On Jan. 14, three days before former Alabama Gov. Bob Riley left office, he transferred $7.9m of the state’s BP oil spill settlement funds to the Attorney General’s office, some of it destined to pay for ongoing litigation against gambling companies. Riley made headlines in 2010 with his crusade against the scourge of video bingo parlors, often butting heads with his own Attorney General Troy King. King, who also left office in January, claims Riley never said a word about the transfer of funds.
When news of Riley’s actions first broke, many Alabamians expressed amazement that funds intended to help them recover from the devastating oil spill in the Gulf could be used for any other purpose, let alone one as trivial as gambling. As King sarcastically put it: “Is the Gulf of Mexico clean?” before adding that the state “should spend BP money on the oil spill before we spent it on something else.”
When the Legislative Fiscal Office initially said there were no legal restrictions on how the state spends the BP funds, this appeared to be a classic case of abiding by the letter of the law while trampling all over the law’s spirit. Fortunately, after an unpleasant afternoon getting savaged in the media, current Attorney General Luther Strange has agreed to return the funds.
There are lots of anti-gambling zealots. Some of them hold elected office. Some of these elected officials become convinced that their personal belief system dovetails nicely with that of the electorate that voted them into power. Once an anti-gambling zealot arrives at this conclusion, mayhem is rarely far behind.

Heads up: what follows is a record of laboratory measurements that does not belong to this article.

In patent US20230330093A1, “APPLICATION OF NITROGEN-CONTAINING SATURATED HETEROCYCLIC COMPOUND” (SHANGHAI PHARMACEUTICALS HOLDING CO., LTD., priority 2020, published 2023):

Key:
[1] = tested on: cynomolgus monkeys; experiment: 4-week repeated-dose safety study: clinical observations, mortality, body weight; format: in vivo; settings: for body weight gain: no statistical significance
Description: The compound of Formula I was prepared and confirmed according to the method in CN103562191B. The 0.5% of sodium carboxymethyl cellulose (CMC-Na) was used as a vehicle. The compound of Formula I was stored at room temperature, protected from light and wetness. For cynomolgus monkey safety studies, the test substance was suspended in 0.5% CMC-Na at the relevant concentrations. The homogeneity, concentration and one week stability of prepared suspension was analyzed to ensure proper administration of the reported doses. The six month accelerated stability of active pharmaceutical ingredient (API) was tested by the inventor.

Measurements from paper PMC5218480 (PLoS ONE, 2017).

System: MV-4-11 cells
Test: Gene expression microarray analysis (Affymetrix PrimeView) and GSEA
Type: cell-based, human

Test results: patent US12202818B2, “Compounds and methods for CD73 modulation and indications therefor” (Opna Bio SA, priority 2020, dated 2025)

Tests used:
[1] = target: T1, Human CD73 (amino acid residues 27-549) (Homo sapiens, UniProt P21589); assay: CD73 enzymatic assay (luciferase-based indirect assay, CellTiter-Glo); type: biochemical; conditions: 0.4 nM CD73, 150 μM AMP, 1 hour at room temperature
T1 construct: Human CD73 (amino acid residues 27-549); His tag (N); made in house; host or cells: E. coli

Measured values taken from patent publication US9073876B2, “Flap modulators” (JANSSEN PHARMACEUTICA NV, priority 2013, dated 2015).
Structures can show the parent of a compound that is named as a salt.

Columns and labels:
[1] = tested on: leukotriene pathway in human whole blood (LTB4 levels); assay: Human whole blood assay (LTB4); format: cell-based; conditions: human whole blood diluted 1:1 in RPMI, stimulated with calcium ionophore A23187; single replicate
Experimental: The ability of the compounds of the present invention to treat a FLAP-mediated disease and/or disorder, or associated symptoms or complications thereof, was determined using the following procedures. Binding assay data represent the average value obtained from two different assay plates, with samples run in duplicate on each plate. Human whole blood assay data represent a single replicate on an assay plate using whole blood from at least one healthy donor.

A 2010 ‘Ask Alabama’ poll conducted by Auburn University found that 60% of adult residents were in favor of regulating and taxing gambling. That was only 1% off a similar poll done five years earlier. Another 2010 poll conducted by the private government think tank Public Affairs Research Council of Alabama found 72% in favor or regulating and taxing, while 60% believed gambling supports economic development.
In other words, around two-thirds of Alabamians are perfectly okay with the gambling that Riley devoted so much time in office trying to abolish. Riley not only spent too much of his mental energies on an issue of minor concern to Alabama, he blew wads of tax dollars on his Elliot Ness wannabe Task Force on Illegal Gambling and the outside legal counsel required to handle all the prosecutions. Not for nothing did incoming Gov. Robert Bentley decide his first act would be to abolish the task force. Too bad we can’t abolish zealotry.